kottke.org posts about Israel
In the biggest water miracle since Christ walked on the Sea of Galilee,1 Israel has turned certain drought into a surplus of water. Conservation helped -- low-flow shower heads, recycling waste water for crop irrigation -- but much of the gain came from vastly improved desalinization techniques, which they hope can spread across the region and the world.
We are standing above the new Sorek desalination plant, the largest reverse-osmosis desal facility in the world, and we are staring at Israel's salvation. Just a few years ago, in the depths of its worst drought in at least 900 years, Israel was running out of water. Now it has a surplus. That remarkable turnaround was accomplished through national campaigns to conserve and reuse Israel's meager water resources, but the biggest impact came from a new wave of desalination plants.
Perhaps the world won't end in water wars after all.
Update: Of course, technological advances can affect politics in many ways. Instead of sharing the tech, Israel can use their water advantage to put political pressure on their neighbors, as when Israel cut water supplies to the West Bank earlier this year during Ramadan.
Even without politics, desalinization is problematic...there's the small matter of where to put all that salt:
Brine disposal is a big problem in much of the Middle East. The gulf, along with the Red and Mediterranean seas, are turning saltier because of desalination by-products -- and the region is the epicenter of desalination worldwide, with the United Arab Emirates, Saudi Arabia, Kuwait, Qatar, Bahrain and Oman making up 45 percent of global desalination capacity. This brine is typically twice as salty as seawater, and advanced desalination plants still produce approximately two cubic meters of waste brine for every one cubic meter of clean water.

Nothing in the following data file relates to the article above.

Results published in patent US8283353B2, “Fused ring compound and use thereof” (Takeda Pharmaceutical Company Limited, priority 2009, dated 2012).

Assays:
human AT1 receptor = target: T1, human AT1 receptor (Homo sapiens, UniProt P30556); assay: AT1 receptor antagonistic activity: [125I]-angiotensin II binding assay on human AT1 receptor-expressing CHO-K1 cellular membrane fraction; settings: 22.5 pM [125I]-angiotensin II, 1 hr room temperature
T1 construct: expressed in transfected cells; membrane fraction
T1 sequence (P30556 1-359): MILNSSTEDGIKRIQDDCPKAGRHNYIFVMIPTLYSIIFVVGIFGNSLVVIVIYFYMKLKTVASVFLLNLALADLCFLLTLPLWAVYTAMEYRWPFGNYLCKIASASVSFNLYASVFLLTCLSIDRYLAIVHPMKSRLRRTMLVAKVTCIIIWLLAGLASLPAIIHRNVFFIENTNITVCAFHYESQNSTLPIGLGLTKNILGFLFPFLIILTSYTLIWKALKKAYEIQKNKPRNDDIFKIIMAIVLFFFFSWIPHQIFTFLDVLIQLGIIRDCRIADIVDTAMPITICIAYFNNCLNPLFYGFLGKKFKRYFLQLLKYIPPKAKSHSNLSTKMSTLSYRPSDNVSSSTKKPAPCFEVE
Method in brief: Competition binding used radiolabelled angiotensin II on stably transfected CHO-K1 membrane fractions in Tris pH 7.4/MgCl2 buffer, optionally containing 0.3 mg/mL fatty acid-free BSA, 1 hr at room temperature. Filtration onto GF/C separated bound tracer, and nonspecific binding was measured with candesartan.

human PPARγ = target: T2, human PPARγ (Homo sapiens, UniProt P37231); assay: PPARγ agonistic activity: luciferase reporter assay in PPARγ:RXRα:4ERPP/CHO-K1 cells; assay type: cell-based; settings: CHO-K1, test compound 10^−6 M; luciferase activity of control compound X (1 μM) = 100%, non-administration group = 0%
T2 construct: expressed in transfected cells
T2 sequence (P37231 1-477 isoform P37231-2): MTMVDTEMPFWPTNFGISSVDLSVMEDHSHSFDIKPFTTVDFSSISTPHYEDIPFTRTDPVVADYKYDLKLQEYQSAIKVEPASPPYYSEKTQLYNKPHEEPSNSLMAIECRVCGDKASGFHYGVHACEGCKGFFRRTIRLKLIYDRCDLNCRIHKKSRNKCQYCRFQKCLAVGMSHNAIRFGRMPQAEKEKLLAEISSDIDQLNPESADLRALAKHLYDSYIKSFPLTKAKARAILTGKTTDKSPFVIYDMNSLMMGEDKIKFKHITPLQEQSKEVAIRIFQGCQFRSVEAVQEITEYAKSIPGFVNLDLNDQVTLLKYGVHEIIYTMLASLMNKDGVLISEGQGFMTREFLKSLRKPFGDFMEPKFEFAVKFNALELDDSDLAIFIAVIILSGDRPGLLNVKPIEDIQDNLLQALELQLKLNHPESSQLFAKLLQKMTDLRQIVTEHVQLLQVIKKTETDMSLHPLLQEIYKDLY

(thx, jennifer & nathan)
From Vox, a history of the conflict between the Israelis and the Palestinians. More here.
This video by Nina Paley about the repeated takeover of the land formerly known as Palestine is a little funny at first but then you stop laughing. By the end, it seems very much like Dr. Strangelove and you just feel uncomfortable about having chuckled at the beginning.
Paley also wrote, directed, and animated the critically acclaimed Sita Sings the Blues, which is available to watch for free online. (via @haditurk)
Jeffrey Goldberg visited with Fidel Castro recently and has two posts on his Atlantic blog about his meetings with the former Cuban head of state: part one and part two.
After this first meeting, I asked Julia to explain the meaning of Castro's invitation to me, and of his message to Ahmadinejad. "Fidel is at an early stage of reinventing himself as a senior statesman, not as head of state, on the domestic stage, but primarily on the international stage, which has always been a priority for him," she said. "Matters of war, peace and international security are a central focus: Nuclear proliferation climate change, these are the major issues for him, and he's really just getting started, using any potential media platform to communicate his views. He has time on his hands now that he didn't expect to have. And he's revisiting history, and revisiting his own history."